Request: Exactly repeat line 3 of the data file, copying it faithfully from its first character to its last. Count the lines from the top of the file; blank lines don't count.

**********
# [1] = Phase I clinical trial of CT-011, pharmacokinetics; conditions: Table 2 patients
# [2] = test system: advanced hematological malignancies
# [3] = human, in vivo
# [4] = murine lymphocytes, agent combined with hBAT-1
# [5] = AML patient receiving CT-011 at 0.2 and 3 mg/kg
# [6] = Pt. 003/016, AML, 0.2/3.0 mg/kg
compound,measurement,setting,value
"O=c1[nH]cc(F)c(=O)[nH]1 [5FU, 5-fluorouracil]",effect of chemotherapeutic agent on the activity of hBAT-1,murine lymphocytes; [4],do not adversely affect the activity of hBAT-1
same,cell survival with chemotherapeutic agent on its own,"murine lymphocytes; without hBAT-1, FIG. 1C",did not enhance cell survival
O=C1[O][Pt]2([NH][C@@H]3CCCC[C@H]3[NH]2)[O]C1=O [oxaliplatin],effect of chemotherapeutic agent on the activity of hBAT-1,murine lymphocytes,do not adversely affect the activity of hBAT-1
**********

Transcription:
# [3] = human, in vivo